I stared admiringly at a magnificent and diverse array of Renaults, from the 1914 « Taxi de La Marne » to the « Etoile Filante » gas turbine speed record car, a deep blue R8 Gordini and of course a couple of the famous Turbo F1 cars, going out to events in the next few days.
Renault promoted decades ago a lot of French drivers’ talent in their famous R8 Gordini racing series, and it is therefore only fitting that they now bring their historic R8 Gordini’s out again in the « International Gordini Revival »
But the « Collection » focuses now on the 30 year anniversary of the advent of the V6 Turbo F1 on the racing tracks . Christian Schmaltz explained me that the F1 cars are used more actively this year, and he is taking four cars which embody the different V6 Turbo generations of the French marque out to the Renault World Series.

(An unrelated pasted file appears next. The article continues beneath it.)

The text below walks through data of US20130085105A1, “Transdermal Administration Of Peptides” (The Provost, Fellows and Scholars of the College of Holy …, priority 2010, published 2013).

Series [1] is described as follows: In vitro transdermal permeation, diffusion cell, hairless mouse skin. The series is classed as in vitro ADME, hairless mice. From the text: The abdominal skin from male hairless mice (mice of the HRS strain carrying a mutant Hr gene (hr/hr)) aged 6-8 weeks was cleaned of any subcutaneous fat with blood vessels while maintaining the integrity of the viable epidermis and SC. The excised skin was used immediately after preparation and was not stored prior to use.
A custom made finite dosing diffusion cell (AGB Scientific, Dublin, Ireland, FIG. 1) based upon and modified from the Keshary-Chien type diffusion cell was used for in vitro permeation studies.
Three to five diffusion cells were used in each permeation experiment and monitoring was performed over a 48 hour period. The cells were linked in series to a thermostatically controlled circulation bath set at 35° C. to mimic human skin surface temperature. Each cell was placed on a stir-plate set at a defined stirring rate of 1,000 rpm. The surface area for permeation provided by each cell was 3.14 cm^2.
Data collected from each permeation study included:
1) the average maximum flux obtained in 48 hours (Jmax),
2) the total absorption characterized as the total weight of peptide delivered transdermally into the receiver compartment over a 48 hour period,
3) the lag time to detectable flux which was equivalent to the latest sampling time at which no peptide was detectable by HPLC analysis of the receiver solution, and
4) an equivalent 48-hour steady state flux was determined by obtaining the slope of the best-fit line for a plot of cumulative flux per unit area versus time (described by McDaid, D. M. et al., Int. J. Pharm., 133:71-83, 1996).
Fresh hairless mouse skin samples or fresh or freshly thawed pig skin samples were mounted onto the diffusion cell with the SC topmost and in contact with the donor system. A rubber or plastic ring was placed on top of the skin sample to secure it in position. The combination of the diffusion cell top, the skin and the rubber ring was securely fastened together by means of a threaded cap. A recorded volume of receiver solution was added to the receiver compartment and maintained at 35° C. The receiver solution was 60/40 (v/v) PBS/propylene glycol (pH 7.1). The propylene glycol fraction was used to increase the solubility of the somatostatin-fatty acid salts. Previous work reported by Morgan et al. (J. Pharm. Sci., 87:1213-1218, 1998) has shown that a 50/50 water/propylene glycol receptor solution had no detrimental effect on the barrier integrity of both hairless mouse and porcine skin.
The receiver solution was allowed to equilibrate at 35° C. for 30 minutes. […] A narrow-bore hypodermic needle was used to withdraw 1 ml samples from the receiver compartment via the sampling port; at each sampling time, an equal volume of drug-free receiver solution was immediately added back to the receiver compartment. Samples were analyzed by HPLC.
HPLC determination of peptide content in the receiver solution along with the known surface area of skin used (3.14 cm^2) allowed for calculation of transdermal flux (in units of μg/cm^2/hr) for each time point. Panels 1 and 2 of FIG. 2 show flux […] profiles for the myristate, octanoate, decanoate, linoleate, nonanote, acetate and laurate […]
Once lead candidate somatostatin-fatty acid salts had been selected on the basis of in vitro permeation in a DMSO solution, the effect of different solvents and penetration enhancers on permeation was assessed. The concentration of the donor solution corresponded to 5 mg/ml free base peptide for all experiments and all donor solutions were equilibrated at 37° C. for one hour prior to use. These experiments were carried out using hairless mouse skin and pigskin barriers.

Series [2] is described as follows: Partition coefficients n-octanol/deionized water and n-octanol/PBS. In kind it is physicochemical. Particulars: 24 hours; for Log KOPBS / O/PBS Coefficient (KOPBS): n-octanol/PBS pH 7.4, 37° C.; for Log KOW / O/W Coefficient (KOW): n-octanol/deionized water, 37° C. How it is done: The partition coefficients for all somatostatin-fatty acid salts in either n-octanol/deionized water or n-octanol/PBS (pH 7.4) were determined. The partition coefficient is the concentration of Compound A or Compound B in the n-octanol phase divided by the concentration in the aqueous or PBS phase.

Starting with the 1977 « anniversary » car, the RS01, Schmaltz selects also two RE40’s, who embody the middle of the Turbo V6 era, and the RE60, the representing the pinnacle of the Turbo evolution, with up to 1200 horspower, driven in 1985 by Eddy Cheever en Patrick Tambay.
As the top photo shows, I slid also behind the wheel of one of these historic F1 cars, which was once driven by Patrick Tambay to be exact, and I was amazed by sheer « bareness » of the instrumentation and controls. The steering wheel is in fact nothing more than a MoMo three spoke model of utter simplicity, and has litteraly nothing to do with the sophisticated variants we see now in the hands of today’s F1 drivers. But there was already an electronic display in front of the driver, containing the most essential information. Sitting in the car, I was struck by its narrowness, contrasting with the large wheels which stand out very wide indeed.
This atelier is manned by 20 mécaniciens and my admiration goes to their craftmanship and versatility, which is is truly daunting to say the least. They have to be able to work on a veteran touring car, tackle the restauration and rebuild of a Renault Alpine and set up and prepare a historic F1 racing car. And there are not less than… 55 (yes !) F1 cars in the collection !